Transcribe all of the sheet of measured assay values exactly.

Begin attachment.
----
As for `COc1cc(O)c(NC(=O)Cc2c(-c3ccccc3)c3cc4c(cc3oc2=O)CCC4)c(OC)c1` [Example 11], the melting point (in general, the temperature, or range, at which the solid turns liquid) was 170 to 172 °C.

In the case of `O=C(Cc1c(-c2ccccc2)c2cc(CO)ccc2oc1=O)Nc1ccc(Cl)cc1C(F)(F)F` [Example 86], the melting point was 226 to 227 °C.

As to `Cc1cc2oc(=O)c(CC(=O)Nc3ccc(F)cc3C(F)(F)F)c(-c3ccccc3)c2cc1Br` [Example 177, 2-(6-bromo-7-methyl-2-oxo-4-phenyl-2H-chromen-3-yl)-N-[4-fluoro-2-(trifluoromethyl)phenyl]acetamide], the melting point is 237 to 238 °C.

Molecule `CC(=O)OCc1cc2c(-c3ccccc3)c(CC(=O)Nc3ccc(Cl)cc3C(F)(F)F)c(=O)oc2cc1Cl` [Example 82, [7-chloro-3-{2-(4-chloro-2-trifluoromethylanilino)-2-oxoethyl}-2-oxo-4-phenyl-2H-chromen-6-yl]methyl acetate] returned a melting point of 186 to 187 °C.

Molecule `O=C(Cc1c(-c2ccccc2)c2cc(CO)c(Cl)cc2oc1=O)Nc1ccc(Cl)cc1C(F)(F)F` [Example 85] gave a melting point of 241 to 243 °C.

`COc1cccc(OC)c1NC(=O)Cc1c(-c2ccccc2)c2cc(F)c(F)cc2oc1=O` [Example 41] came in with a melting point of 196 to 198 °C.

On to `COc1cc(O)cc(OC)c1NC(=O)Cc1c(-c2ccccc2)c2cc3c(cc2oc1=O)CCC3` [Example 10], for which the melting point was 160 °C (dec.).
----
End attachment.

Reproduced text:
As for `COc1cc(O)c(NC(=O)Cc2c(-c3ccccc3)c3cc4c(cc3oc2=O)CCC4)c(OC)c1` [Example 11], the melting point (in general, the temperature, or range, at which the solid turns liquid) was 170 to 172 °C.

In the case of `O=C(Cc1c(-c2ccccc2)c2cc(CO)ccc2oc1=O)Nc1ccc(Cl)cc1C(F)(F)F` [Example 86], the melting point was 226 to 227 °C.

As to `Cc1cc2oc(=O)c(CC(=O)Nc3ccc(F)cc3C(F)(F)F)c(-c3ccccc3)c2cc1Br` [Example 177, 2-(6-bromo-7-methyl-2-oxo-4-phenyl-2H-chromen-3-yl)-N-[4-fluoro-2-(trifluoromethyl)phenyl]acetamide], the melting point is 237 to 238 °C.

Molecule `CC(=O)OCc1cc2c(-c3ccccc3)c(CC(=O)Nc3ccc(Cl)cc3C(F)(F)F)c(=O)oc2cc1Cl` [Example 82, [7-chloro-3-{2-(4-chloro-2-trifluoromethylanilino)-2-oxoethyl}-2-oxo-4-phenyl-2H-chromen-6-yl]methyl acetate] returned a melting point of 186 to 187 °C.

Molecule `O=C(Cc1c(-c2ccccc2)c2cc(CO)c(Cl)cc2oc1=O)Nc1ccc(Cl)cc1C(F)(F)F` [Example 85] gave a melting point of 241 to 243 °C.

`COc1cccc(OC)c1NC(=O)Cc1c(-c2ccccc2)c2cc(F)c(F)cc2oc1=O` [Example 41] came in with a melting point of 196 to 198 °C.

On to `COc1cc(O)cc(OC)c1NC(=O)Cc1c(-c2ccccc2)c2cc3c(cc2oc1=O)CCC3` [Example 10], for which the melting point was 160 °C (dec.).